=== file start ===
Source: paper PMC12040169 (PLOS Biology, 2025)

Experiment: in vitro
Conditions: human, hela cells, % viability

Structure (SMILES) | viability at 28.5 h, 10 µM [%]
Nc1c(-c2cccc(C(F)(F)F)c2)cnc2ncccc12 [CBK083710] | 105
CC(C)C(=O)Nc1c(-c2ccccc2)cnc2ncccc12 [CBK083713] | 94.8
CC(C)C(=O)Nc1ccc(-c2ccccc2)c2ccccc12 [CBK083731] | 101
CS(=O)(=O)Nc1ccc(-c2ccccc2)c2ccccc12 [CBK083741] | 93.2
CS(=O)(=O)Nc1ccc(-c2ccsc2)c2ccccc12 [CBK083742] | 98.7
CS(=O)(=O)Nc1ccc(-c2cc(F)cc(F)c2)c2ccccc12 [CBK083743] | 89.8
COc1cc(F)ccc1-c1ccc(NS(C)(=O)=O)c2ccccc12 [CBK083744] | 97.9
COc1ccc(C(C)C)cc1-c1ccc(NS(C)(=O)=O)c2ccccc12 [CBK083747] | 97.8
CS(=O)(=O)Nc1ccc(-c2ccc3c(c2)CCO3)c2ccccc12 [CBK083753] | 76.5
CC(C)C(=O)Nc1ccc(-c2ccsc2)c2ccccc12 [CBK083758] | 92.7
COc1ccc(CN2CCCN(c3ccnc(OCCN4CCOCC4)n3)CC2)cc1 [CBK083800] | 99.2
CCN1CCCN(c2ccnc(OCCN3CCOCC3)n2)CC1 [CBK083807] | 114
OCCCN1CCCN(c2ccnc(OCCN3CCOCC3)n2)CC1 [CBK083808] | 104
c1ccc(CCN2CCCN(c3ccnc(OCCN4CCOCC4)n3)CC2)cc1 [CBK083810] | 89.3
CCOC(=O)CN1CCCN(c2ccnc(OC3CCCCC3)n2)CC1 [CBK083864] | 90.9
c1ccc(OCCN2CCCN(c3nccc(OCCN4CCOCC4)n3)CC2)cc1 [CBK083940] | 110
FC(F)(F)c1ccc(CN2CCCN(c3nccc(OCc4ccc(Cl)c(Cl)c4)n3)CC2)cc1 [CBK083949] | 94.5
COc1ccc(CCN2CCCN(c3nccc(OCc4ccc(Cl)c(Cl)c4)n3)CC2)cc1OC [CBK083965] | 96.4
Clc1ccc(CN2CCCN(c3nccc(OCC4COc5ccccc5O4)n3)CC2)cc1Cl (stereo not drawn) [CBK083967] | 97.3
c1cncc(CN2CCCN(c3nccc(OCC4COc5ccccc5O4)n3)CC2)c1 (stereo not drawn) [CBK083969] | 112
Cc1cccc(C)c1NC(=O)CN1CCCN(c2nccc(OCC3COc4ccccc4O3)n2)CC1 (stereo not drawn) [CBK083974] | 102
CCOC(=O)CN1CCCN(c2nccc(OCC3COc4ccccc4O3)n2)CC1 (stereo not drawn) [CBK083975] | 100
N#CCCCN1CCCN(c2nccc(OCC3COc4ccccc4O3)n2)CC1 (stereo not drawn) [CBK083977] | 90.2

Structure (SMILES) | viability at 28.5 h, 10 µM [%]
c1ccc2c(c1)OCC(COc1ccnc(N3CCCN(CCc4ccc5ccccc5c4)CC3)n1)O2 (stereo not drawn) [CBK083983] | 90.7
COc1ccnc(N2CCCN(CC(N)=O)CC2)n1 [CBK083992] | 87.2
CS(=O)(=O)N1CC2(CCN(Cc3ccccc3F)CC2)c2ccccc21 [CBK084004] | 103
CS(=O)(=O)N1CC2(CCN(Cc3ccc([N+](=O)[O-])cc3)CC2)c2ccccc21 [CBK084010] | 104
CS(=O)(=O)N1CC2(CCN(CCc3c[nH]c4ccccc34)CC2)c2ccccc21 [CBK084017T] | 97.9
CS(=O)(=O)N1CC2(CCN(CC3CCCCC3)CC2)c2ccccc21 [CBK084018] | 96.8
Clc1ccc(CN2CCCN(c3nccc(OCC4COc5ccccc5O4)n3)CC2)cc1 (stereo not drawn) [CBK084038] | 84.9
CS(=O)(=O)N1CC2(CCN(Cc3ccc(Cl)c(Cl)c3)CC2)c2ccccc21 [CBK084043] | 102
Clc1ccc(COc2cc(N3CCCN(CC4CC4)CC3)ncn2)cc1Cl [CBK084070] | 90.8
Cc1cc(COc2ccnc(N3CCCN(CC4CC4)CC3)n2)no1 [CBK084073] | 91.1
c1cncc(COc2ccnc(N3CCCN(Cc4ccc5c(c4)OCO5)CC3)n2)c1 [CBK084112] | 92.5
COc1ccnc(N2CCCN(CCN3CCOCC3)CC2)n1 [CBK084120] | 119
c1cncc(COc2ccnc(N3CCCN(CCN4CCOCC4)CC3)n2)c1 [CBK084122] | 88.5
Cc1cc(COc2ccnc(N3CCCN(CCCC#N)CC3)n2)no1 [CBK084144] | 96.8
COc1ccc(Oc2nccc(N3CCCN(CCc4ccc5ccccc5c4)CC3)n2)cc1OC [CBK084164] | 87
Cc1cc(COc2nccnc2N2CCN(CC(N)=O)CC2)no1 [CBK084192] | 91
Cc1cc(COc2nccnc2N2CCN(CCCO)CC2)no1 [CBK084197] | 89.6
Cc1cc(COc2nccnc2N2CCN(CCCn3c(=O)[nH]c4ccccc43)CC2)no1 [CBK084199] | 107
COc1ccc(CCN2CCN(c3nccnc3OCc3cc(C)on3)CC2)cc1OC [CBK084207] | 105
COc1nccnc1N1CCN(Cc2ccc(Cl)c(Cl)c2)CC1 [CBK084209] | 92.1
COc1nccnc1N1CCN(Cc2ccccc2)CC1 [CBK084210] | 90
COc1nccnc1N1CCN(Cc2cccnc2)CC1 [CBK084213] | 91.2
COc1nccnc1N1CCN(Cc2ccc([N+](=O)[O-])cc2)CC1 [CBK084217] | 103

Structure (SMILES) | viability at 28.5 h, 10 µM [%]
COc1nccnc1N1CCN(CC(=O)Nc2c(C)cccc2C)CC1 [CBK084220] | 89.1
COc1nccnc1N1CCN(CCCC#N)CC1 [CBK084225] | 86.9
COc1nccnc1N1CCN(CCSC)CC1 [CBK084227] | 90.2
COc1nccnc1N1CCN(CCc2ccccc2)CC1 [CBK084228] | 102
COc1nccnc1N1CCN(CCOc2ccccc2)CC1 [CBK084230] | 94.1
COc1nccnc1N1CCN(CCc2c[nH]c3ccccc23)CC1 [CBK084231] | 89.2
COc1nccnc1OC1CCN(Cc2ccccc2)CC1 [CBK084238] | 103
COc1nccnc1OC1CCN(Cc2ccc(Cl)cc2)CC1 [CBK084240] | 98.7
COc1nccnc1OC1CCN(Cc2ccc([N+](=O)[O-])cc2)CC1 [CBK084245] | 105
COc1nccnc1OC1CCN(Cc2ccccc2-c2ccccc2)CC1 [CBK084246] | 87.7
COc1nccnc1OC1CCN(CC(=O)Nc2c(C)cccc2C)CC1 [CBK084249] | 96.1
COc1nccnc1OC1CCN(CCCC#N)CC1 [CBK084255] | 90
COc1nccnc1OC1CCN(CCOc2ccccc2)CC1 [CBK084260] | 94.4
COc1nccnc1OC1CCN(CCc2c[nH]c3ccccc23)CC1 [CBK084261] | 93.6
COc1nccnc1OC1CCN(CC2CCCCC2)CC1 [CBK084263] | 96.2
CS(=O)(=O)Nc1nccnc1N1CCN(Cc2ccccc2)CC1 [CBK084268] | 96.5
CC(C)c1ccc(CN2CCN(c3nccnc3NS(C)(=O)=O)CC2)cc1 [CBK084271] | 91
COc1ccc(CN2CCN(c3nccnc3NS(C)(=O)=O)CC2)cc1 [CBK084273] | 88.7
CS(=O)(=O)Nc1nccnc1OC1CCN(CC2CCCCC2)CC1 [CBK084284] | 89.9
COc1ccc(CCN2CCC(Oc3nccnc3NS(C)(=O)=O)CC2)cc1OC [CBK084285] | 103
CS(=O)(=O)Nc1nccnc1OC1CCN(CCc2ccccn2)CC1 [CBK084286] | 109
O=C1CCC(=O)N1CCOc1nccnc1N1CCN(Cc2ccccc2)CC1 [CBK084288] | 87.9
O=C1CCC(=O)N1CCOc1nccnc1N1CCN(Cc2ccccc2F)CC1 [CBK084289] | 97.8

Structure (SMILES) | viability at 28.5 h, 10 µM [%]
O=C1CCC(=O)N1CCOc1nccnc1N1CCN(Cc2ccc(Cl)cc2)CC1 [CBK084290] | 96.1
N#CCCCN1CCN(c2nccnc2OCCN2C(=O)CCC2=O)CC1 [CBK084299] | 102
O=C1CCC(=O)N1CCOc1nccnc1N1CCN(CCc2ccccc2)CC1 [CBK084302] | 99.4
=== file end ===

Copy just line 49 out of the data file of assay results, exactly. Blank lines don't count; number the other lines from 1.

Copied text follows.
COc1nccnc1N1CCN(Cc2ccccc2)CC1 [CBK084210] | 90